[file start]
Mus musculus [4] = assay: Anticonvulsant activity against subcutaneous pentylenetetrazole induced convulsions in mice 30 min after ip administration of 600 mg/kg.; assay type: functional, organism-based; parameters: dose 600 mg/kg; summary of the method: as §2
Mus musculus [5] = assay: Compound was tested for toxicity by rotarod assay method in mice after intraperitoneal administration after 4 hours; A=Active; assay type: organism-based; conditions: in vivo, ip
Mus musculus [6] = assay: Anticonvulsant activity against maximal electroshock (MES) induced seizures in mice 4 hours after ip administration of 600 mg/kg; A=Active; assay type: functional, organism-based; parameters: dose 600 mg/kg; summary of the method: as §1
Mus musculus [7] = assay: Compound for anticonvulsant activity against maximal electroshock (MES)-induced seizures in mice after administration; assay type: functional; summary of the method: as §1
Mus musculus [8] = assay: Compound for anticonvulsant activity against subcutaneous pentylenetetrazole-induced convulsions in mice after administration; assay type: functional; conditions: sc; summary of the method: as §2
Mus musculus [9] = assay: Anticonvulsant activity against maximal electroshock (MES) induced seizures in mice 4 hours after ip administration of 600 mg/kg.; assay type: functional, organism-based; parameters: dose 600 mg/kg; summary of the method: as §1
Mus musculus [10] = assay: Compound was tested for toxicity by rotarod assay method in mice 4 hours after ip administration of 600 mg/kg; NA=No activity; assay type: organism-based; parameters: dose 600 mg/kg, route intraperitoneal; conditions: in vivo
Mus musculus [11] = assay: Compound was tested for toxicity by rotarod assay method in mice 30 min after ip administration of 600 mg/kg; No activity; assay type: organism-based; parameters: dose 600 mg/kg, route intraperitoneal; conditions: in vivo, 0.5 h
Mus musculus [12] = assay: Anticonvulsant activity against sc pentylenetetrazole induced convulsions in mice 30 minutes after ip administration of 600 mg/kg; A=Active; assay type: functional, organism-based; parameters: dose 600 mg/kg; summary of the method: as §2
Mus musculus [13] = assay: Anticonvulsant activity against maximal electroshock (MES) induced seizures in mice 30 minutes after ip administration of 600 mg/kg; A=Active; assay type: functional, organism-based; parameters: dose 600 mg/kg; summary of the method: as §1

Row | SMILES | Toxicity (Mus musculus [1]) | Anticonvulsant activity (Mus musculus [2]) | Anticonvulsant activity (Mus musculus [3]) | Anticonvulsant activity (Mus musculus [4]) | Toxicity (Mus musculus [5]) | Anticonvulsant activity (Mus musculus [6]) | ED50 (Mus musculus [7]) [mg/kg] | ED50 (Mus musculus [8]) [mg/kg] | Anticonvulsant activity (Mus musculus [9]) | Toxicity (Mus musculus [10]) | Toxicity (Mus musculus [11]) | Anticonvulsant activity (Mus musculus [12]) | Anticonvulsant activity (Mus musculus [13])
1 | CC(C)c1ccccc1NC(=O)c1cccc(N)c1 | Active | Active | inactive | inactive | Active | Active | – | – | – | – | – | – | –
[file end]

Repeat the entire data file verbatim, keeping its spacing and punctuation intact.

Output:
Mus musculus [4] = assay: Anticonvulsant activity against subcutaneous pentylenetetrazole induced convulsions in mice 30 min after ip administration of 600 mg/kg.; assay type: functional, organism-based; parameters: dose 600 mg/kg; summary of the method: as §2
Mus musculus [5] = assay: Compound was tested for toxicity by rotarod assay method in mice after intraperitoneal administration after 4 hours; A=Active; assay type: organism-based; conditions: in vivo, ip
Mus musculus [6] = assay: Anticonvulsant activity against maximal electroshock (MES) induced seizures in mice 4 hours after ip administration of 600 mg/kg; A=Active; assay type: functional, organism-based; parameters: dose 600 mg/kg; summary of the method: as §1
Mus musculus [7] = assay: Compound for anticonvulsant activity against maximal electroshock (MES)-induced seizures in mice after administration; assay type: functional; summary of the method: as §1
Mus musculus [8] = assay: Compound for anticonvulsant activity against subcutaneous pentylenetetrazole-induced convulsions in mice after administration; assay type: functional; conditions: sc; summary of the method: as §2
Mus musculus [9] = assay: Anticonvulsant activity against maximal electroshock (MES) induced seizures in mice 4 hours after ip administration of 600 mg/kg.; assay type: functional, organism-based; parameters: dose 600 mg/kg; summary of the method: as §1
Mus musculus [10] = assay: Compound was tested for toxicity by rotarod assay method in mice 4 hours after ip administration of 600 mg/kg; NA=No activity; assay type: organism-based; parameters: dose 600 mg/kg, route intraperitoneal; conditions: in vivo
Mus musculus [11] = assay: Compound was tested for toxicity by rotarod assay method in mice 30 min after ip administration of 600 mg/kg; No activity; assay type: organism-based; parameters: dose 600 mg/kg, route intraperitoneal; conditions: in vivo, 0.5 h
Mus musculus [12] = assay: Anticonvulsant activity against sc pentylenetetrazole induced convulsions in mice 30 minutes after ip administration of 600 mg/kg; A=Active; assay type: functional, organism-based; parameters: dose 600 mg/kg; summary of the method: as §2
Mus musculus [13] = assay: Anticonvulsant activity against maximal electroshock (MES) induced seizures in mice 30 minutes after ip administration of 600 mg/kg; A=Active; assay type: functional, organism-based; parameters: dose 600 mg/kg; summary of the method: as §1

Row | SMILES | Toxicity (Mus musculus [1]) | Anticonvulsant activity (Mus musculus [2]) | Anticonvulsant activity (Mus musculus [3]) | Anticonvulsant activity (Mus musculus [4]) | Toxicity (Mus musculus [5]) | Anticonvulsant activity (Mus musculus [6]) | ED50 (Mus musculus [7]) [mg/kg] | ED50 (Mus musculus [8]) [mg/kg] | Anticonvulsant activity (Mus musculus [9]) | Toxicity (Mus musculus [10]) | Toxicity (Mus musculus [11]) | Anticonvulsant activity (Mus musculus [12]) | Anticonvulsant activity (Mus musculus [13])
1 | CC(C)c1ccccc1NC(=O)c1cccc(N)c1 | Active | Active | inactive | inactive | Active | Active | – | – | – | – | – | – | –